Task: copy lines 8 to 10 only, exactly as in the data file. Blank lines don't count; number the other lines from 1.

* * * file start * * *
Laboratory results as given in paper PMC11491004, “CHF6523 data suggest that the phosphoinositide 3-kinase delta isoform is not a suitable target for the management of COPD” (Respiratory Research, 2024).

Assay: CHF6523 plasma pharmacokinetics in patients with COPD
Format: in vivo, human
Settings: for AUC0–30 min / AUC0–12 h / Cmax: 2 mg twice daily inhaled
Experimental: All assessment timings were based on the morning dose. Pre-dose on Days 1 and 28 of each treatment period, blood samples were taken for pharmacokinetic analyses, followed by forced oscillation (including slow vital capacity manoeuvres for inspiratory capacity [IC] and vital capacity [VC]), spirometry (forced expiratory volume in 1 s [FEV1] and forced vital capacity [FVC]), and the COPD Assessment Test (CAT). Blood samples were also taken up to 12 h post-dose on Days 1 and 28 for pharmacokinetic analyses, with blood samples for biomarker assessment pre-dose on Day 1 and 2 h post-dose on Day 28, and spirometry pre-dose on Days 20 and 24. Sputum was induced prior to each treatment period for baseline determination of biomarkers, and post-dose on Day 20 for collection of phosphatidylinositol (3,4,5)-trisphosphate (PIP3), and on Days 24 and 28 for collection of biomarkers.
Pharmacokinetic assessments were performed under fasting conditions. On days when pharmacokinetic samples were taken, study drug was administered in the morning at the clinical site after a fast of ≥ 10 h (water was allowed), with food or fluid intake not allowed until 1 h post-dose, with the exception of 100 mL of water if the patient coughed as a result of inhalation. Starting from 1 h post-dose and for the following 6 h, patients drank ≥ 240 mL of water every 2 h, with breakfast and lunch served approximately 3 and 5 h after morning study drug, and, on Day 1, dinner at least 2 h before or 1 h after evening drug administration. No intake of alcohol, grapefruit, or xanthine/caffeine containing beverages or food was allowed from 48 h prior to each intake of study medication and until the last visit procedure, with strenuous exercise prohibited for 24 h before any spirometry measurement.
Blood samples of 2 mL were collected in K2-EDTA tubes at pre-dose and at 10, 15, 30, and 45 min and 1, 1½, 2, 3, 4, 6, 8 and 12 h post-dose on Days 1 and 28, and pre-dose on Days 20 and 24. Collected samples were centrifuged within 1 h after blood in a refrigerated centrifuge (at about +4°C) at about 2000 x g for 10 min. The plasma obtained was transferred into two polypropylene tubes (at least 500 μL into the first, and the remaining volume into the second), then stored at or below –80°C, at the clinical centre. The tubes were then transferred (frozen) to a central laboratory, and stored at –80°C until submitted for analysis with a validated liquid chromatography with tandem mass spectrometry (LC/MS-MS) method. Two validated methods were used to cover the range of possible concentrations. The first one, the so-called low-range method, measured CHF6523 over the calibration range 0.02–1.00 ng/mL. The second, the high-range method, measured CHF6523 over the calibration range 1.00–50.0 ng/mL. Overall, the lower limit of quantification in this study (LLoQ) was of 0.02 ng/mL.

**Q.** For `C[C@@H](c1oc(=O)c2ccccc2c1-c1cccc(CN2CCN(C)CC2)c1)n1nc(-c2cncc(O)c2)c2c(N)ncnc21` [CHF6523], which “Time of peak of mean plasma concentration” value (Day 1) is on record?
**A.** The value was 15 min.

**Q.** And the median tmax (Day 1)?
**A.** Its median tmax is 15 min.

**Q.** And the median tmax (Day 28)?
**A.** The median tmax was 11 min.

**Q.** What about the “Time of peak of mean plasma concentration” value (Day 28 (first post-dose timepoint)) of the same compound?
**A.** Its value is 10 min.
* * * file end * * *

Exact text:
**Q.** For `C[C@@H](c1oc(=O)c2ccccc2c1-c1cccc(CN2CCN(C)CC2)c1)n1nc(-c2cncc(O)c2)c2c(N)ncnc21` [CHF6523], which “Time of peak of mean plasma concentration” value (Day 1) is on record?
**A.** The value was 15 min.

**Q.** And the median tmax (Day 1)?